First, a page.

1. Feed carbon (and nitrogen) back into your soil with plant materials. Use wood chips, bark, and shredded leaves as mulch to minimize bare ground.  Remember that roots sequester a large amount of carbon and nitrogen, so leave those roots in the ground.  Cut weeds or spent annuals at ground level instead of pulling them up.  Compost trimmings and leaves, kitchen waste, and unneeded cardboard, newsprint or brown paper.


This is a very thin layer of compost covering collected branches, bark and leaves from our fallen tree.  We added additional layers of organic material to build the new planting bed.


  1. Instead of tilling soil and exposing stored carbon, sheet compost in the winter to prepare for spring planting. Cover the garden area with cardboard or paper to protect the soil and smother any weeds.  Build up layers of composable materials, or even bagged municipal compost, and allow it to decompose in place so that planting seeds or transplants in the spring is possible without tilling or excessive digging.  Coffee grounds, tea bags, rinsed eggshells and other kitchen scraps can be ‘buried’ in the layers of a sheet compost pile, but be careful not to discard of seeds in this way unless you want them to sprout in the spring.


Paper grocery bags covered with several inches of compost smother weeds and soften the ground for this new planting bed, eliminating the need to dig the area up first.  Pea gravel helps hold this area, which is on a slope.


  1. Remain mindful of garden ‘inputs’ that burn carbon. This includes garden equipment that burns gas, commercial fertilizers, and maybe even those fun trips to the garden center….?


This bin of new Caladium bulbs was ready to be planted out in mid-May.  Ordering bare root perennials, bulbs, tubers and seeds and starting them at home reduces the carbon footprint of a garden.  The red leaf is C. ‘Burning Heart,’ a 2015 introduction from Classic Caladiums in Avon Park, FL.


  1. If you normally buy flats of annual plants each spring for pots or borders, consider how to plant those areas more sustainably. Consider all of the carbon releasing ‘inputs’ required to produce those plants, including the plastic containers they are grown in, the transportation to move them, and the chemical fertilizers and peat based potting soil used in growing them.  While all plants sequester carbon from the air, commercial nursery production of short-lived plants releases carbon into the atmosphere throughout the process and should be considered by conscientious gardeners.  What can you raise from seeds, cuttings or divisions, or obtain through trade with gardening friends?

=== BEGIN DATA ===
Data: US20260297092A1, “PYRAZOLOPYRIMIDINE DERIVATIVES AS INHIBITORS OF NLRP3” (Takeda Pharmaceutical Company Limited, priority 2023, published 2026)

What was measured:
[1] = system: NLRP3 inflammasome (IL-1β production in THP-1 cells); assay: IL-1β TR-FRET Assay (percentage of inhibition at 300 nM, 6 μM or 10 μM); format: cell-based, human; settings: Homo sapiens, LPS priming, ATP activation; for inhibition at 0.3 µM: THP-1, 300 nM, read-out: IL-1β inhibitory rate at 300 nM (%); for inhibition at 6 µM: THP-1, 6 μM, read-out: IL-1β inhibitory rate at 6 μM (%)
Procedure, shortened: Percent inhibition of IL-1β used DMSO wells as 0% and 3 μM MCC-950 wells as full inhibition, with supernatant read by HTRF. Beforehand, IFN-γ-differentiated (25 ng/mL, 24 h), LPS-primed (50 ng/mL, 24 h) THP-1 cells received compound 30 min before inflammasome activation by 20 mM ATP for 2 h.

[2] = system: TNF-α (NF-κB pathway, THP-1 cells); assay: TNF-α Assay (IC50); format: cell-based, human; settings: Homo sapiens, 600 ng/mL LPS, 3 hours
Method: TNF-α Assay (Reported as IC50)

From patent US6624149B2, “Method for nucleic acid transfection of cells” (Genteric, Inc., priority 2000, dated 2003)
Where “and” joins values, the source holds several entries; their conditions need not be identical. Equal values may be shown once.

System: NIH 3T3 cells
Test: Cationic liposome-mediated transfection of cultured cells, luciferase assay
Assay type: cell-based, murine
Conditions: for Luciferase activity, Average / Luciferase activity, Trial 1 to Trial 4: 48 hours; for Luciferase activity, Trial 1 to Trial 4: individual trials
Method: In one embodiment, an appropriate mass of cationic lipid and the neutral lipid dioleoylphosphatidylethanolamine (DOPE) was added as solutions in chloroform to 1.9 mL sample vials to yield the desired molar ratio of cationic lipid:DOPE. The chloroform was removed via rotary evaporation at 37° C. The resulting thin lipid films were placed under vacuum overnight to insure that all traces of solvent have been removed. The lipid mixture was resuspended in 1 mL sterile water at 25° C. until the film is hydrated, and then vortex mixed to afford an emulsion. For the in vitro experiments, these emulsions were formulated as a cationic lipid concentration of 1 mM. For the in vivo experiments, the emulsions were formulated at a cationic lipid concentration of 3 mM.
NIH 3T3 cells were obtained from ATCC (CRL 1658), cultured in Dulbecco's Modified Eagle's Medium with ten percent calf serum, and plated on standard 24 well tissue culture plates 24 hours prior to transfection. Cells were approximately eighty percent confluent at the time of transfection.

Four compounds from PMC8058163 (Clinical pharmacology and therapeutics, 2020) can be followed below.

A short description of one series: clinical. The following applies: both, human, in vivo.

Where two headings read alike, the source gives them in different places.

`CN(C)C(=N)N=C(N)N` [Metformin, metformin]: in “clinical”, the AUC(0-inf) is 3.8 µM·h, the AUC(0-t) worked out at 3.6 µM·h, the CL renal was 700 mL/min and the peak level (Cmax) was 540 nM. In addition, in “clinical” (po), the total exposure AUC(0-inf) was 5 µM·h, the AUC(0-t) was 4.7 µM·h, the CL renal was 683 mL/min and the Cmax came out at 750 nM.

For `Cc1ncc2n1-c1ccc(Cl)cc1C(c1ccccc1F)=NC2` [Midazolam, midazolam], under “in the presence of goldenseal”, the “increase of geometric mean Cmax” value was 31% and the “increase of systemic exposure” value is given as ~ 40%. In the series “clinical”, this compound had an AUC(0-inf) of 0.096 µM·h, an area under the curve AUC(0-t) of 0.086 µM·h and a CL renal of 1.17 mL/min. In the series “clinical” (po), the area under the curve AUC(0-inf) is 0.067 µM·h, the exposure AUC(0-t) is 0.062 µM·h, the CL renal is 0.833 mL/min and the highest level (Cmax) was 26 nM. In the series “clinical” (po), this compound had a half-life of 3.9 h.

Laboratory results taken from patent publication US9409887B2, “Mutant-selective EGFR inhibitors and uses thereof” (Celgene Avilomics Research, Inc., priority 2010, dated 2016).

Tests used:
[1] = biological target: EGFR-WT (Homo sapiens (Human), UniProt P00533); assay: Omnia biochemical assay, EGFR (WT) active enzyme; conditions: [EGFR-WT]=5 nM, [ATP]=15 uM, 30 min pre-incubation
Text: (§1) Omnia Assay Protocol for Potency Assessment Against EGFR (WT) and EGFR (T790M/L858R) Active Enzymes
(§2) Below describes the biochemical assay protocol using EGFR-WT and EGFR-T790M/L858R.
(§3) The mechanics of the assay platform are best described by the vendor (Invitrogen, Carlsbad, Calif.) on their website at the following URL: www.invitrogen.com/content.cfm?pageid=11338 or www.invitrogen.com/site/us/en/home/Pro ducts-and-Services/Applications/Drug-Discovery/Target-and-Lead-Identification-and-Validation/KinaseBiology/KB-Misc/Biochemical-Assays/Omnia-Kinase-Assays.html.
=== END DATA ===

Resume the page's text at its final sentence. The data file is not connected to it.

Saxifraga stolonifera is an evergreen ground cover that is easy to divide and share.  It grows here with Ajuga ‘Black Scallop,’ Hellebores and ferns.


  1. Choose native perennials or ones that will naturalize in your climate, so your plants spread and reproduce, reducing the number of plants you need to buy each year to fill your garden. Design a sustainable garden that grows lushly with minimal ‘inputs’ and intervention from the gardener.  Native and naturalizing perennials won’t need much watering during dry spells, will make do with nutrients in the soil, and will expand and self-seed.



  1. Woody plants sequester carbon in their roots and branches and live for many years. These are the most efficient Carbon Garden plants.   A garden made mostly from trees, shrubs, perennial ferns and groundcovers, will work most efficiently.  Some more arid areas have great success with long-lived succulents.  Consider replacing turf grass with plants that don’t require such intense maintenance.


Mountain Laurel blooms each May, is native to our region and forms dense clumps over time.


  1. Use the I-Tree Tool to educate yourself about the power of trees in your landscape to sequester and store carbon, reduce run-off and scrub other pollutants out of the air. Use this tool when selecting new trees to plant in your own yard.


From left: new leaves emerge red on this hybrid crape myrtle, small Acer palmatum leaves emerge red and hold their color into summer, red buckeye, Aesculus pavia is naturalized in our area and volunteers in unlikely places, blooming scarlet each spring. In the distance, dogwood blooms in clouds of white.


‘Carbon Gardening’ can make a significant contribution to scrubbing carbon out of the atmosphere and sequestering it in the earth, and the total contribution multiplies as the plants grow and the garden develops year to year.  A fully grown native tree can removed fifty or more pounds of carbon from the air annually.  While the amount varies by tree species and size, every year of growth increases the tree’s effectiveness.



Each gardener who adopts sustainable practices makes a sizeable contribution to off-set and mitigate carbon production in their area.  Planting more plants and allowing them to grow densely also helps manage rainfall so it is stored onsite, rather than running off so rapidly.  The plants sustain wildlife and build a richly integrated ecosystem.